Day: October 18, 2002

  • Greg Klebus found a sweet case for the Via Eden:

    I ran accross this and fell in love at first sight with the design. Just imagine a computer in a semi-transparent blue plastic breadbox from IKEA ($6.50). Way cool! If not for the nasty CD-RW drive, it would be a perfectly clean design (very iMacish).

    Matt—if you’re reading this—I’d definitely go for this solution if I had a spare case-less VIA Eden.

    Speaking of Matt and his VIA Eden: he seems to have lost the onboard network card due to power outage. What a bad luck. It would be a disaster for me and my Shuttle SV25, as having 2 NICs (onboard and PCI) is crucial for my box being a proxy server for other machines at home.

    That’s a really slick case that doesn’t look like it would take much time to reproduce.  I should just take my Eden to Ikea some day and see what kind of fun things it fits in.  Someday 🙂

  • I’m a little confused about the right sequence of steps that I need to take in order to get Apache Axis to run successfully on my Linux server.  I’ve installed the JDK, Jakarta, and Axis.  The happyaxis.jsp page is quite happy, but I can’t build any projects using the Axis libraries.

    I have followed the documentation to the best of my abilities.  I’m a little dissapointed at the docs, as I wasn’t really able to figure out what was going on.  I’d be referred around from one fragment of documentation to another, not sure what to do.  If I ever do get things figured out, I’ll try to post/publish/donate a howto or something like that.

    Am I the only one frustrated with installing Axis?  I tried Gump, but ran into some problems getting it to run.  I’m probably misinterpreting something in the Apache docs.  Oh well.

  • Red Hat 8.0 Server

    I installed Red Hat 8.0 as a server configuration last night on a PII350 with 128MB of RAM.  A nice install of server stuff without X, Gnome, KDE, and other stuff I don’t need on a server ran about 900MB.  Not too bad.

  • Dane Carlson pointed to a bunch of cool stuff yesterday and today, including a color pallete chooser, The Art of Software Development at DevShed, If Architects Had to Work Like Web Designers, and Bloggers Proverbs.

  • Greg Reinacker: Web Services and Schema Validation.

    There was a lot of talk at the DevCon about writing your web service interface first in WSDL, and then implementing it in code.  This is in contrast to the method that the current tools tend to encourage; for example, with VS.NET, you can write your code, decorate the methods with [WebMethod], and automatically generate the WSDL.  I wholeheartedly agree with the first way – define your interface first, and implement second.  There are things you can do this way that the tools just won’t do for you.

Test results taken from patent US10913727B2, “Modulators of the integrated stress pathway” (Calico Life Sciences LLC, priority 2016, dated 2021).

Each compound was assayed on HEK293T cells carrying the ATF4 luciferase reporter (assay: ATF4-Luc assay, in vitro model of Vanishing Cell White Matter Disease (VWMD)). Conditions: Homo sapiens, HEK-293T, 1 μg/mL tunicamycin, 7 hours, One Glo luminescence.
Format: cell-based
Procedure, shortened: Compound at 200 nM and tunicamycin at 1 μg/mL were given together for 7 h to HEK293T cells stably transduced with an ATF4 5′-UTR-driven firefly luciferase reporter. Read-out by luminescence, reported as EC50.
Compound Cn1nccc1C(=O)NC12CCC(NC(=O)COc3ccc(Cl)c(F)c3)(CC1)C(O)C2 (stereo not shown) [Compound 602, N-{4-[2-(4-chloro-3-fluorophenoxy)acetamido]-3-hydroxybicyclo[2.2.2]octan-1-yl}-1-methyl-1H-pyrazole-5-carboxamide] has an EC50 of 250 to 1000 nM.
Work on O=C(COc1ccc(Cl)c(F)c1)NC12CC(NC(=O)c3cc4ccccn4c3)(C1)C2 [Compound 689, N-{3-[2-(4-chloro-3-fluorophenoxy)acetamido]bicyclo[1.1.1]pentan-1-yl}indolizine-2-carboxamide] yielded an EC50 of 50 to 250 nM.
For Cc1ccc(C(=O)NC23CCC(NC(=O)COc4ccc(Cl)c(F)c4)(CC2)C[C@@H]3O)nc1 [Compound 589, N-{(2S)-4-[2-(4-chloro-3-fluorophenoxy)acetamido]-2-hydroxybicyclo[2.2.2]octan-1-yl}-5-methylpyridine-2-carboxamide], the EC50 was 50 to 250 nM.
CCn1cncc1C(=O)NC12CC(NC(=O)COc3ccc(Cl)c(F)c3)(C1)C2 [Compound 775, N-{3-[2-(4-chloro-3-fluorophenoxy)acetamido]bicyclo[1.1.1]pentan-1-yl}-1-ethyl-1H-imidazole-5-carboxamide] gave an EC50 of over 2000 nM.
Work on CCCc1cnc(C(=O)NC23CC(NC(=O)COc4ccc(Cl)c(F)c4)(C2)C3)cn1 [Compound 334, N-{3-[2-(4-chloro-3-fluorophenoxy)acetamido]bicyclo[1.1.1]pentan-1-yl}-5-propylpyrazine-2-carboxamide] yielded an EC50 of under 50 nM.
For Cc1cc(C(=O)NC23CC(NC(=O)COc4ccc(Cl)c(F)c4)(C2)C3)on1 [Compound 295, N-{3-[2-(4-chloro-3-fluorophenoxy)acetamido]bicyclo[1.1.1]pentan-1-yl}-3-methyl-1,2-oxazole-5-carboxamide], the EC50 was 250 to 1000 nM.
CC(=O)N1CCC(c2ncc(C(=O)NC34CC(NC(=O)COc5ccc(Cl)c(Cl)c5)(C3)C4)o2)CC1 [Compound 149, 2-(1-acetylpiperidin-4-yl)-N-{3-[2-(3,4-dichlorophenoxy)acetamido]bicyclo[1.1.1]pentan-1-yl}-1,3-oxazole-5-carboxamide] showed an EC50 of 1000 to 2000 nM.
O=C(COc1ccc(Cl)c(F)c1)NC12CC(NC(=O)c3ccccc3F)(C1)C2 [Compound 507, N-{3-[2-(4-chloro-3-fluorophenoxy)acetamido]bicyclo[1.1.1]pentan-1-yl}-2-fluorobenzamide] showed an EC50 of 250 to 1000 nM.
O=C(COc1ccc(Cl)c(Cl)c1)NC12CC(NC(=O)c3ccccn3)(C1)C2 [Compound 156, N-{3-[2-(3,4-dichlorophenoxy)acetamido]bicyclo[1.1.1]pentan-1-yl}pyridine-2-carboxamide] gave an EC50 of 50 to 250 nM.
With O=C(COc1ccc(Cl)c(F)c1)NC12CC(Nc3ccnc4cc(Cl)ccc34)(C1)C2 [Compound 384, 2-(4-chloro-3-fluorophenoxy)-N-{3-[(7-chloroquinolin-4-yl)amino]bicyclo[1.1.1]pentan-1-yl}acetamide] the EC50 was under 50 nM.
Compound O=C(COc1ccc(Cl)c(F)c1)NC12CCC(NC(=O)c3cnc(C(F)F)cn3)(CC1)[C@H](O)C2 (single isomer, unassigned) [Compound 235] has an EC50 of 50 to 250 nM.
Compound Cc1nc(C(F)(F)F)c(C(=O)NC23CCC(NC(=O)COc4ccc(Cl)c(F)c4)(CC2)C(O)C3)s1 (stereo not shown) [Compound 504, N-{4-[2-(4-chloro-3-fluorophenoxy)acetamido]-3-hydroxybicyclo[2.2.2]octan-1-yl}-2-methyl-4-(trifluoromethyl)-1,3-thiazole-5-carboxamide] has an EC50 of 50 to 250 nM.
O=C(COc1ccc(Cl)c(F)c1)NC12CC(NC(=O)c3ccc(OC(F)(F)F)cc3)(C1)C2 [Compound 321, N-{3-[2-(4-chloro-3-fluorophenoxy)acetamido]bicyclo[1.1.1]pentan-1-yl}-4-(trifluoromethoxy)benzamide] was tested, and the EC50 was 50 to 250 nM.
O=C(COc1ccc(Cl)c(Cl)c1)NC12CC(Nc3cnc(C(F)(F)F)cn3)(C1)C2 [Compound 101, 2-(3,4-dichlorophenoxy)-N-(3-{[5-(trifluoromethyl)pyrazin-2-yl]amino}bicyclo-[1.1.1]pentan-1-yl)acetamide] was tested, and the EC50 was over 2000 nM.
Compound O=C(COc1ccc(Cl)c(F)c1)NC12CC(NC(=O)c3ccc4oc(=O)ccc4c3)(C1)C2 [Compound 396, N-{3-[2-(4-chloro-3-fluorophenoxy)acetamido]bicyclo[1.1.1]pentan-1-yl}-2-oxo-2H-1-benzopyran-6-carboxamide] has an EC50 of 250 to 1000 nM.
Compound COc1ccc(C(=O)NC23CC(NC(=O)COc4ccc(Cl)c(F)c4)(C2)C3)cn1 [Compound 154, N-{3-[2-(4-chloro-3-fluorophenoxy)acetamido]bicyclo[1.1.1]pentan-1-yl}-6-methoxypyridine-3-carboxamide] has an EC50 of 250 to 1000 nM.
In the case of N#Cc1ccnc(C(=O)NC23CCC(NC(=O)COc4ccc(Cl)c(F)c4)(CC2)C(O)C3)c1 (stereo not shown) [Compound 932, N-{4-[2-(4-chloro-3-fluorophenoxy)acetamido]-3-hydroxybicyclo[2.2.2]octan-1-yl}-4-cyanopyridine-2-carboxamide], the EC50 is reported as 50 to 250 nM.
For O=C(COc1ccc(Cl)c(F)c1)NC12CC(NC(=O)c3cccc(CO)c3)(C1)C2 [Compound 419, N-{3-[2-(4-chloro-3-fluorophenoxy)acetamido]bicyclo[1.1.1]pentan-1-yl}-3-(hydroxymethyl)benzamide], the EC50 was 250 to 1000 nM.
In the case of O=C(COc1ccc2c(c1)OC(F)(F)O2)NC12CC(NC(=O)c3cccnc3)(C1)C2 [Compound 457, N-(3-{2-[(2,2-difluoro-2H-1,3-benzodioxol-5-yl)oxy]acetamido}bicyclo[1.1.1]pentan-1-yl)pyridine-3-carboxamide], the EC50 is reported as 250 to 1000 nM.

I agree, writing your WSDL first, generating stubs, and then filling them out makes tons of sense.  Read the rest of Greg’s post for more about restricting values, validating and all kinds of fun stuff.

  • Mikel Maron pointed to OEOne, a company with a pretty slick looking dashboard/desktop that looks slick and simple.  They have a standalone version which is an everything-in-the-box kind of thing.  They also have a desktop version which can run on top of RedHat 7.x, Mandrake 8.2 or 9.0.  Unfortunately it doesn’t run on Red Hat 8.0.  I’m booting up my Red Hat 7.x box to check it out.

    The install procedure starts out pretty easily (as root):

    $ lynx -source | sh


    $ links -source |sh

    Then a pretty easy to use wizard pops up.  It walks you through setup, detects what packages you have, which packages it might have to delete (double check this!) and what packages it is going to install.  It installs a modded Mozilla 1.0 among other things, and the full install totalled just under 100MB for me.  It’s currently slurping RPMs over the net.

    Crunch, crunch, crunch.  Install, install, install.

    It changed a lot of stuff on my system, I wouldn’t reccomend it to anyone who’s already using Linux.

  • OnLamp: Beginning Python for Bioinformatics.  This article wins todays prize of wtf title of the day.  It makes sense, Python seems like such a ‘glue’ language to me at times, but at first glance, I didn’t understand why Python and bioinformatics were in the same sentance.

    Bioinformatics, the use of computers in biological research, is the newest wrinkle on one of the oldest pursuits–trying to uncover the secret of life. While we may not know all of life’s secrets, at the very least computers are helping us understand many of the biological processes that take place inside of living things. In fact, the use of computers in biological research has risen to such a degree that computer programming has now become an important and almost essential skill for today’s biologists.